The Lifeline

The Lifeline

From Chicken Soup for the Nurse's Soul Second Dose

The Lifeline

Words have a longer life than deeds.

Pindar

Michelle baffled the doctors. Her symptoms were vague and subjective—weakness, fatigue, tingling, dizziness. They could indicate any number of disease processes. Or none. “Most likely it’s psychosomatic,” her internist said, but he admitted her to the hospital for tests and observation anyway.

Michelle had been raped a year earlier and had just found out she would soon have to testify in her rapist’s trial. That’s when the symptoms had begun. After her tests came back negative, her doctor prepared to discharge her from the hospital.

Then Michelle stopped breathing.

The resuscitation team intubated the young woman and rushed her to intensive care. Her limbs lay limp and useless on the bed. She was dependent on the ventilator to fill her lungs with life-sustaining oxygen. At first, Michelle was able to nod and shake her head when the nurses asked her questions. By the time I was assigned to care for her, she could only blink her eyes—twice for yes, once for no.

“It could be Reye’s syndrome,” conjectured her neurologist, but at twenty-six, Michelle was well beyond the usual age range for that malady. More than once, the doctors rejected a diagnosis of Guillain-Barré syndrome, but when further tests proved inconclusive, they finally settled on that diagnosis. The pulmonary doctor inserted a tracheostomy tube. Michelle would be on the ventilator for a long time.

I worked as a straight 11–7 nurse, and our shift was usually quiet. This gave me extra time to spend with Michelle, and we quickly developed our routine. Each night I asked, “Would you like me to swab your mouth?” Blink, blink. “Do you want an extra pillow under your head?” Blink. “Would you like to turn on your side?” Blink, blink. As I washed her face or combed her hair, I told Michelle about the weather outside her windowless room or gave updates on the antics of my new puppy. Without a word on her part, we formed a bond, Michelle and I.

All too soon came the terrible night when the blinking stopped. “She can’t move her eyes at all,” the evening nurse said. “I’m afraid we’re losing her.”

After report, I inserted drops and taped her eyelids shut to protect her precious corneas. Michelle was now completely trapped inside a body that would not respond to the simplest command. Her lifeline was gone.

Days stretched into weeks, and Michelle’s condition remained the same. I talked to her in hopes that she could still hear me and performed range of motion exercises to keep her joints from stiffening into permanent contractures.

In December, Michelle’s parents decorated her room in a festive atmosphere, and we allowed them to stay beyond regular visiting hours to celebrate with her. Christmas came and went. Still no response.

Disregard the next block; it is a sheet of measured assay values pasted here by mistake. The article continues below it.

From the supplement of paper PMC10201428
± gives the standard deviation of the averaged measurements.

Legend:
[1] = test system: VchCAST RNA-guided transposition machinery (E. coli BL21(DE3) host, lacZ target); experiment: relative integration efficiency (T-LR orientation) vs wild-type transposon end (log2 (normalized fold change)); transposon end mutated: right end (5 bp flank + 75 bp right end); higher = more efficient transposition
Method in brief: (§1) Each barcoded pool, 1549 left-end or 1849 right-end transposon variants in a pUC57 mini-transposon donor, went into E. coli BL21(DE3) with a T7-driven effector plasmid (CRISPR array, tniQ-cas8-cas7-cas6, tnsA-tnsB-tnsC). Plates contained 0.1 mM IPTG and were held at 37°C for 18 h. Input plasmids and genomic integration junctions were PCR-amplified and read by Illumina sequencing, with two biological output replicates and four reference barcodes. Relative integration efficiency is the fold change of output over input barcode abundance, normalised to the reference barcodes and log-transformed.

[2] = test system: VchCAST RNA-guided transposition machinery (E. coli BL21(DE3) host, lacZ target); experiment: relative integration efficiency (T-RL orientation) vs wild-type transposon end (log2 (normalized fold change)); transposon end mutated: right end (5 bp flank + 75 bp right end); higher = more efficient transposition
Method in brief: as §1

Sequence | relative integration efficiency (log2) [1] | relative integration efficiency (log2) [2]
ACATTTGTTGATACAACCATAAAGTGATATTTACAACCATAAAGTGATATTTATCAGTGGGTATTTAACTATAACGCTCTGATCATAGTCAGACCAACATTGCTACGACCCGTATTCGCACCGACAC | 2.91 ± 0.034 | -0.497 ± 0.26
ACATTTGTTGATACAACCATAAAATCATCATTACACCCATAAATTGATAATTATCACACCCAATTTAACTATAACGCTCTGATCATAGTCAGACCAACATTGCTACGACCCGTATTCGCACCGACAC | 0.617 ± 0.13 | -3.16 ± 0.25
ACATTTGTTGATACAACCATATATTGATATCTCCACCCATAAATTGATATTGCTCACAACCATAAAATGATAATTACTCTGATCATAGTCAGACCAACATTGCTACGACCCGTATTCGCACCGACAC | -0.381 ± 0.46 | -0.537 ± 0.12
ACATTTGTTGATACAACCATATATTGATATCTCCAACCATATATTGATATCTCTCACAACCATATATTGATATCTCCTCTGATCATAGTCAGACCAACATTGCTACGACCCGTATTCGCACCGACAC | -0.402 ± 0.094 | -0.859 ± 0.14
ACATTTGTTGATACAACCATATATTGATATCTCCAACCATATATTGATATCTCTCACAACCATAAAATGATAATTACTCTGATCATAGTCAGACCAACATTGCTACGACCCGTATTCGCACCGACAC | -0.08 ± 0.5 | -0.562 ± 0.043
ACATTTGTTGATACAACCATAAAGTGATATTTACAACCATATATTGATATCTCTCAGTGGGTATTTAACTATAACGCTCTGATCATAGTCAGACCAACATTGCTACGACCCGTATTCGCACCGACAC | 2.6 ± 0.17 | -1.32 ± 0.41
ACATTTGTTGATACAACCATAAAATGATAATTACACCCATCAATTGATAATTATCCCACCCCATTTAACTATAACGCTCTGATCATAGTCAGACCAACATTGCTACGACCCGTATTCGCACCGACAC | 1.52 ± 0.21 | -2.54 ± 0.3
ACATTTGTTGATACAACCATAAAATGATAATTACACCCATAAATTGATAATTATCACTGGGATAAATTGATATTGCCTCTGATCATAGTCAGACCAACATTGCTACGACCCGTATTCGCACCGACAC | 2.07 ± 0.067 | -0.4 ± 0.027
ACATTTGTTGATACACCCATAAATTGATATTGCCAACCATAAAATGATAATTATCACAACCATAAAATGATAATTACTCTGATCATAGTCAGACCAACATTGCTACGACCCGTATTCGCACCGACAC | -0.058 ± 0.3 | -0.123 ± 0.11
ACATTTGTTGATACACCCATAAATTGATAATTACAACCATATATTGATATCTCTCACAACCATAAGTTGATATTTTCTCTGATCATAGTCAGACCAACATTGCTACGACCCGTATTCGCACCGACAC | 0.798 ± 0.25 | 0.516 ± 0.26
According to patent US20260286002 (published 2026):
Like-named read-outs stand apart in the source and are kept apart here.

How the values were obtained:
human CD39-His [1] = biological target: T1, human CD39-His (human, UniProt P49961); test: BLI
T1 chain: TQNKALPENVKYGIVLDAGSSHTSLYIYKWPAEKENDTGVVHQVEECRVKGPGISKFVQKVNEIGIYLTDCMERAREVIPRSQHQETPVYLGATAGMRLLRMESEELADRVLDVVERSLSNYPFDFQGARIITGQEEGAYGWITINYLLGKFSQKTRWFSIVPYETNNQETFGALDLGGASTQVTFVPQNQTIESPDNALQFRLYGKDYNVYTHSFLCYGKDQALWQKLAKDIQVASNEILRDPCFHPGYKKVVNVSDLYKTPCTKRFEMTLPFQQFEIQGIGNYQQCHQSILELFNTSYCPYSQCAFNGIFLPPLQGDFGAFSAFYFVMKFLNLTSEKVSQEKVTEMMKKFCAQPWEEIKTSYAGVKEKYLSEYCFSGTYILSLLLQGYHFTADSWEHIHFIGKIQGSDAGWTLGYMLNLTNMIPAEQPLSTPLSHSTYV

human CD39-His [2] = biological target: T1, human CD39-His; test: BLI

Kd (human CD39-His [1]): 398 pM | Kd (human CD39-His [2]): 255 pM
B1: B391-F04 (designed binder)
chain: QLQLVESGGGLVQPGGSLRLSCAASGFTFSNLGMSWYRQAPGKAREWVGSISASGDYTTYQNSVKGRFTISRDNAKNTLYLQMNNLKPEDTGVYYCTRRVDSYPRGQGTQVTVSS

After the holidays, Michelle developed a urinary tract infection and pneumonia. We battled all the familiar foes that attack a comatose patient, even one as young as Michelle. Once her body overcame the infections, her heart rate began to soar, and she perspired profusely. I had seen those same signs in patients with severe brain damage.

“I don’t think she’ll ever wake up,” I quietly confessed to another nurse during shift change one morning. “It’s been eleven weeks now.”

“I know,” she replied. “I’ve never seen a patient stay in ICU so long.”

That morning I left with a heavy heart. The thought that Michelle would not recover and the fact that she was so near my age haunted me. Even the prospect of a two-week vacation did nothing to cheer me as images of Michelle’s taped eyes and motionless body flickered across my mind.

When I returned from my much-needed break, things were hopping in my assigned unit. Lisa, the 3–11 nurse, was snowed under with two patients in crisis at once, so I pitched in and began taking vital signs and doing neuro checks. As I sat at the desk completing my nurse’s notes on one patient, I heard a gravelly voice call, “Tracy?”

“What?” I asked, still busy charting.

“Tracy?” the voice called again. It sounded as if it came from the hall outside our unit. Someone must be playing a trick on me, I thought. I don’t have time for games.

“What is it?” I asked, a bit more irritated this time, and stepped into the hall.

“Tracy!” That’s when I realized the disembodied voice came from Michelle’s room. I ran to her side.

“You’re awake!” I cried, always the perceptive one.

Michelle smiled. “They took my trach out today. The doctor said I probably wouldn’t be able to talk for a while, but I needed help. Could you please turn me on my side?”

“Sure thing,” I said and moved her emaciated body, tucking pillows behind her back. “But how did you know I was here?”

“Lisa told me you were coming on,” Michelle replied, “and I heard you talking to the patient in the next room. I remembered your voice.”

Though she did not remember much from the weeks she was paralyzed, Michelle remembered my voice. When her body forsook her and she was unable even to blink an eye, I thought her lifeline was gone. But Michelle latched on to the thread that had formed between us, a thread that became stronger the more I talked to her.

Michelle recovered over the next few weeks, slowly regaining use of her long-forgotten muscles. Eventually, she resumed a normal life.

My transformation took place more quickly as I realized the power of the spoken word and the lifeline those words can create.

Tracy Crump

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